Joukamachi no Dandelion Episode 1 — Soooo, are we gonna address the elephant in the room?

Joukamachi no Dandelion is about nine superpowered siblings competing to be elected for their father’s throne. I have to ask: why does it matter to the citizens that they can choose which corrupt despot to win again?

This looks so wrong. Coincidentally, it's a representation of everything this show knows about monarchy.

This looks so wrong. Coincidentally, it’s a representation of everything this show knows about monarchy.

I was somewhat optimistic about this show because I thought it could be fun. It’s not. Worse, I think it’s trying to be serious. But a serious treatment of such a gimmicky premise begs too many questions, the central of which being justification for the very existence of the election. Look, I know the Emperor has a complicated history in Japan, but taking as premise that rigged elections matter, and that celebrity worship constitutes political awareness, is just silly and automatically discredits anything this show might be trying to say. In fact, I know it’s just more nonsense.

The good bits

Okay, Joukamachi no Dandelion is actually a breath of fresh air compared to Ranpo Kitan and Classroom Crisis. By which I mean, the script is not a godawful abomination. It’s still generic as hell, given that it couldn’t move beyond the game show introduction format to describe each sibling’s power, but that’s perhaps more the fault of the source material. Every line and every scene come at the right, if predictable, time, and the voice acting for Akane, the protagonist, was easily the best part of the show. So: “somewhat technically competent,” take that for what it’s worth.

Okay, so there's at least one good moment of exposition.

Okay, so there’s at least one good moment of exposition.

It’s not fun

Unfortunately, at least for me. the tone of Joukamachi is “whiny.” Akane is worried that she would be caught on camera — there are 200 stationed around the town to ensure their safety — and be broadcasted on national television, and spends every minute of her screen time lamenting her public appearances, her special treatment, and her unlikability compared to her sister despite that (spoilers) she is only second in ranking. Consequently, she makes up her mind to become King (Queen?) in order to remove the cameras and live in obscurity. In other words, they expect us to take their ridiculous setup seriously, just to be able to identify with the protagonist’s very overblown teenage worries. Why can’t she just wait until she grows up and move away, that’s what I want to know.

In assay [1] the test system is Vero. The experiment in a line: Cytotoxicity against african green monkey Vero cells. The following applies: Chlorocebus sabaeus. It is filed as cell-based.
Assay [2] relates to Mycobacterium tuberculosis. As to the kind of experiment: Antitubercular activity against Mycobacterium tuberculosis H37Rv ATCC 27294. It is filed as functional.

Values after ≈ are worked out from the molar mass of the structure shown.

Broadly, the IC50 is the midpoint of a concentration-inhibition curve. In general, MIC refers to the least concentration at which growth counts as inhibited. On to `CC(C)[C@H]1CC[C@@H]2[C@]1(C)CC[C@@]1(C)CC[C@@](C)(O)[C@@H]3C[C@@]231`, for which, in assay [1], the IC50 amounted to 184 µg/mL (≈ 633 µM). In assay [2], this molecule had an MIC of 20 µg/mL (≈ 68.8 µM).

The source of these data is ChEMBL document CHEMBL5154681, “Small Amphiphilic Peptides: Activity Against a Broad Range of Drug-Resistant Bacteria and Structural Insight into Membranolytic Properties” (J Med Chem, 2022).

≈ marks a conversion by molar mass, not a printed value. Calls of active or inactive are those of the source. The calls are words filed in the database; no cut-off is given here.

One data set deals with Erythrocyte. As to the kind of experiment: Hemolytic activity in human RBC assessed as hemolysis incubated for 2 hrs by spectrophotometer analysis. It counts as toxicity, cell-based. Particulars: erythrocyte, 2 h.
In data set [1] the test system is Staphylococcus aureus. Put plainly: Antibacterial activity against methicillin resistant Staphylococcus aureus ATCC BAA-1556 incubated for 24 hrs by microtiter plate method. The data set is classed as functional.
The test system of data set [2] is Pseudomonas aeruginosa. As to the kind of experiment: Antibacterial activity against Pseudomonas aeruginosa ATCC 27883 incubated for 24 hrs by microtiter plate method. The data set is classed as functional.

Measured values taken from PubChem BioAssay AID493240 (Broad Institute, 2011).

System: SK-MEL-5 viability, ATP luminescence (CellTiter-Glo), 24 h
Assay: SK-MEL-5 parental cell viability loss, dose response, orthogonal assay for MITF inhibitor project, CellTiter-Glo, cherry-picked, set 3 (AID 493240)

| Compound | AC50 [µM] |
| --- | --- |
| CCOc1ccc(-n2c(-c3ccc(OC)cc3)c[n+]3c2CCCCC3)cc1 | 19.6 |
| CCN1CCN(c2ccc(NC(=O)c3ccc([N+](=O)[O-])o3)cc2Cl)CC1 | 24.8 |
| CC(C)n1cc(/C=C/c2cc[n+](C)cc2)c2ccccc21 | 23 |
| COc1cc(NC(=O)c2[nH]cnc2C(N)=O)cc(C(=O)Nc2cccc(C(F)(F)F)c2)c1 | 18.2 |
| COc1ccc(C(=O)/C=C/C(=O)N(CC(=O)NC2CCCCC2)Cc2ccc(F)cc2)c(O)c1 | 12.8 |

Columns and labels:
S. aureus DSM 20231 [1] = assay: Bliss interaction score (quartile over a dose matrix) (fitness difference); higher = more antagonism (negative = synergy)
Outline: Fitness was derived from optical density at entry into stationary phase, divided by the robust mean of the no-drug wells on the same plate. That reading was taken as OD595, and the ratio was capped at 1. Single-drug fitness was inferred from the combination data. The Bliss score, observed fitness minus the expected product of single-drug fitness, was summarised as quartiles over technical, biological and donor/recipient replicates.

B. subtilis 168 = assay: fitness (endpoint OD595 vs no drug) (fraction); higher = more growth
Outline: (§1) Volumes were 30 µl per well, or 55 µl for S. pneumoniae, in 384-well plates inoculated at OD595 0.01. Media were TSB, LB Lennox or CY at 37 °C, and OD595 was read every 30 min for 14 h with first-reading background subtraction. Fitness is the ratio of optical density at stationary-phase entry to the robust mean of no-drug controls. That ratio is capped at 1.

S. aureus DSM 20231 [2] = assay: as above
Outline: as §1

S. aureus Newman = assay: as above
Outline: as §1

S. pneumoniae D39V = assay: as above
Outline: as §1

Well, that escalated reasonably.

Well, that escalated reasonably.

First of all, while I appreciate that it is entirely legitimate to be shy and dread publicity, this situation is masturbatory bullshit. Shy and especially socially anxious individuals face an entirely different set of concerns and exhibit an entirely different set of behaviors, more accurately depicted in for example Watamote. Instead, this setup serves as an excuse for Akane to become a super special princess loved by all and fit to rule, because everybody knows that if girls want to hold power and be special they have to have low self-esteem and only forced by circumstances to aspire to higher ambitions than a housewife. This is also why I hate Hunger Games and its whiny protagonist who whines all the time about how richer people have nicer clothes than she does, all the while being even more whiny by belittling herself so that she can be indentified with, and because heaven forbids if a girl is arrogant or conceited. Hey, both protagonists are also on camera all the time so people see what inherently good girls they are, coincidence? Or girls being candidly tested in front of an audience as a trope never fucking dying?

It's such a hard life.

It’s such a hard life.

Second, as I said, there is no way to take the setting seriously. There’s Japanese History and Culture I Cannot Possibly Completely Comprehend, sure, and then there’s this bullshit of putting election and monarchy side by side at the forefront but leaving out the questions of how it works, why do people care etc. as if oppression is a-ok as long as the despotic gits in charge are nice. More commonly in other situations, you have the Good Ruler who fights Evil to attain the power they have always deserved, and this automatically means ordinary people become happy and well-off because only Bad People abuse power. This conceit has always bugged me, but it bugs me here especially because the show acts as if people actually have a real choice, and that the King is so gracious as to give them that choice. Aren’t they all cut from the same cloth? Who gives a fuck?

Wait, what good will that do?

What the fuck, what good will that do?

In closing

Joukamachi no Dandelion offers a naive, simplistic vision of politics in order to bring about the very flimsy circumstances where it would be socially acceptable for its Mary Sue protagonist to become Queen. My suspension of disbelief might go a bit farther if I was reading the original gag manga, where gimmick and laziness tend to be a more accepted norm, but it doesn’t here. Further, as opposed to with Ranpo Kitan and Classroom Crisis, I’m certain I know where this is going (it pretty much told me) and that’s not somewhere I’m interested in. So I’m dropping this show.

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  1. 2015 Summer Anime Conclusion | phantomphonesringing

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